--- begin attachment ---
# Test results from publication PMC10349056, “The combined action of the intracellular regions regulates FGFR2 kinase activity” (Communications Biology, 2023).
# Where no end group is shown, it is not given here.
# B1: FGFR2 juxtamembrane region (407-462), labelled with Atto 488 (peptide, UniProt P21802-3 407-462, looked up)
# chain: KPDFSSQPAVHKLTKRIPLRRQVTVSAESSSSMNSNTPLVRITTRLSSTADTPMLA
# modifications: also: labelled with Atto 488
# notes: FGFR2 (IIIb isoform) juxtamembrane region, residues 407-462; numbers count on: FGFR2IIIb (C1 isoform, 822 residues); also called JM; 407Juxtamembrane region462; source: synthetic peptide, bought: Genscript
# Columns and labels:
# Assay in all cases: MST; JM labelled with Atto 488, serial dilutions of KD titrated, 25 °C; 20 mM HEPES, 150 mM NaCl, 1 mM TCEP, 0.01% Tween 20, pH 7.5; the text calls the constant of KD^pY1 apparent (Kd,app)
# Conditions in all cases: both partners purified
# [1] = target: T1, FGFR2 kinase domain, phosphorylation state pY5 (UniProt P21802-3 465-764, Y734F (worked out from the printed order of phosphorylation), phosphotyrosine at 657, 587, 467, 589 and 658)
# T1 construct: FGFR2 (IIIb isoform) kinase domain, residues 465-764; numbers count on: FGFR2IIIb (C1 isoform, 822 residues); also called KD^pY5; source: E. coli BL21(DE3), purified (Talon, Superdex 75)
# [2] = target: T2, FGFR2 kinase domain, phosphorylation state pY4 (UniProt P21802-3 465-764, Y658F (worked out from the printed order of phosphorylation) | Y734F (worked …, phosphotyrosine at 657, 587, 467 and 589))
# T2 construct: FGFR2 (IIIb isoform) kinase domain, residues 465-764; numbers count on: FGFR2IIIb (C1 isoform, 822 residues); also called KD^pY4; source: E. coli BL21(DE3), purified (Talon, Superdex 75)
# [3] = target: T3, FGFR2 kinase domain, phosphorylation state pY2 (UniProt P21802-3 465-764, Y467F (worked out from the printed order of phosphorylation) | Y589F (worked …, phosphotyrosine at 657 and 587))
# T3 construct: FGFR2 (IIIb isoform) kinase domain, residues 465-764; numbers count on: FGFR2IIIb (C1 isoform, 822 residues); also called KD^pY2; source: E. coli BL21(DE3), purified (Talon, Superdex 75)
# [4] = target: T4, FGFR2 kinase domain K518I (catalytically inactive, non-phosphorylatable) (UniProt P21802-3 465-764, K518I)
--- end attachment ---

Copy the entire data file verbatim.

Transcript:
# Test results from publication PMC10349056, “The combined action of the intracellular regions regulates FGFR2 kinase activity” (Communications Biology, 2023).
# Where no end group is shown, it is not given here.
# B1: FGFR2 juxtamembrane region (407-462), labelled with Atto 488 (peptide, UniProt P21802-3 407-462, looked up)
# chain: KPDFSSQPAVHKLTKRIPLRRQVTVSAESSSSMNSNTPLVRITTRLSSTADTPMLA
# modifications: also: labelled with Atto 488
# notes: FGFR2 (IIIb isoform) juxtamembrane region, residues 407-462; numbers count on: FGFR2IIIb (C1 isoform, 822 residues); also called JM; 407Juxtamembrane region462; source: synthetic peptide, bought: Genscript
# Columns and labels:
# Assay in all cases: MST; JM labelled with Atto 488, serial dilutions of KD titrated, 25 °C; 20 mM HEPES, 150 mM NaCl, 1 mM TCEP, 0.01% Tween 20, pH 7.5; the text calls the constant of KD^pY1 apparent (Kd,app)
# Conditions in all cases: both partners purified
# [1] = target: T1, FGFR2 kinase domain, phosphorylation state pY5 (UniProt P21802-3 465-764, Y734F (worked out from the printed order of phosphorylation), phosphotyrosine at 657, 587, 467, 589 and 658)
# T1 construct: FGFR2 (IIIb isoform) kinase domain, residues 465-764; numbers count on: FGFR2IIIb (C1 isoform, 822 residues); also called KD^pY5; source: E. coli BL21(DE3), purified (Talon, Superdex 75)
# [2] = target: T2, FGFR2 kinase domain, phosphorylation state pY4 (UniProt P21802-3 465-764, Y658F (worked out from the printed order of phosphorylation) | Y734F (worked …, phosphotyrosine at 657, 587, 467 and 589))
# T2 construct: FGFR2 (IIIb isoform) kinase domain, residues 465-764; numbers count on: FGFR2IIIb (C1 isoform, 822 residues); also called KD^pY4; source: E. coli BL21(DE3), purified (Talon, Superdex 75)
# [3] = target: T3, FGFR2 kinase domain, phosphorylation state pY2 (UniProt P21802-3 465-764, Y467F (worked out from the printed order of phosphorylation) | Y589F (worked …, phosphotyrosine at 657 and 587))
# T3 construct: FGFR2 (IIIb isoform) kinase domain, residues 465-764; numbers count on: FGFR2IIIb (C1 isoform, 822 residues); also called KD^pY2; source: E. coli BL21(DE3), purified (Talon, Superdex 75)
# [4] = target: T4, FGFR2 kinase domain K518I (catalytically inactive, non-phosphorylatable) (UniProt P21802-3 465-764, K518I)